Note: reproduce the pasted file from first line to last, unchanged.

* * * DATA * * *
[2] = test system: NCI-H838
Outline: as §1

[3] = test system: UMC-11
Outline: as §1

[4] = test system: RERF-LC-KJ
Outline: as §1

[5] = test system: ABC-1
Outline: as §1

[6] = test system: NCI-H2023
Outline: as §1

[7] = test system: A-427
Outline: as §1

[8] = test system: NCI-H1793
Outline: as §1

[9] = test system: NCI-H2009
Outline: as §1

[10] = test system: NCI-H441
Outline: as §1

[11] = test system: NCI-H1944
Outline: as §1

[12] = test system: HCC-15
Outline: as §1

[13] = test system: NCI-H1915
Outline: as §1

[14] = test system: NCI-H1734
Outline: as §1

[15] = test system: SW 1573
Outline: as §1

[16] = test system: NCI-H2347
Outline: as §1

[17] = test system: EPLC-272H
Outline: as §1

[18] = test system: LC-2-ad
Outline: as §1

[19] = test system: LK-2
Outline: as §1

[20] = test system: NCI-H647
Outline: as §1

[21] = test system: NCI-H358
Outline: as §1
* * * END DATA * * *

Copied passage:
[2] = test system: NCI-H838
Outline: as §1

[3] = test system: UMC-11
Outline: as §1

[4] = test system: RERF-LC-KJ
Outline: as §1

[5] = test system: ABC-1
Outline: as §1

[6] = test system: NCI-H2023
Outline: as §1

[7] = test system: A-427
Outline: as §1

[8] = test system: NCI-H1793
Outline: as §1

[9] = test system: NCI-H2009
Outline: as §1

[10] = test system: NCI-H441
Outline: as §1

[11] = test system: NCI-H1944
Outline: as §1

[12] = test system: HCC-15
Outline: as §1

[13] = test system: NCI-H1915
Outline: as §1

[14] = test system: NCI-H1734
Outline: as §1

[15] = test system: SW 1573
Outline: as §1

[16] = test system: NCI-H2347
Outline: as §1

[17] = test system: EPLC-272H
Outline: as §1

[18] = test system: LC-2-ad
Outline: as §1

[19] = test system: LK-2
Outline: as §1

[20] = test system: NCI-H647
Outline: as §1

[21] = test system: NCI-H358
Outline: as §1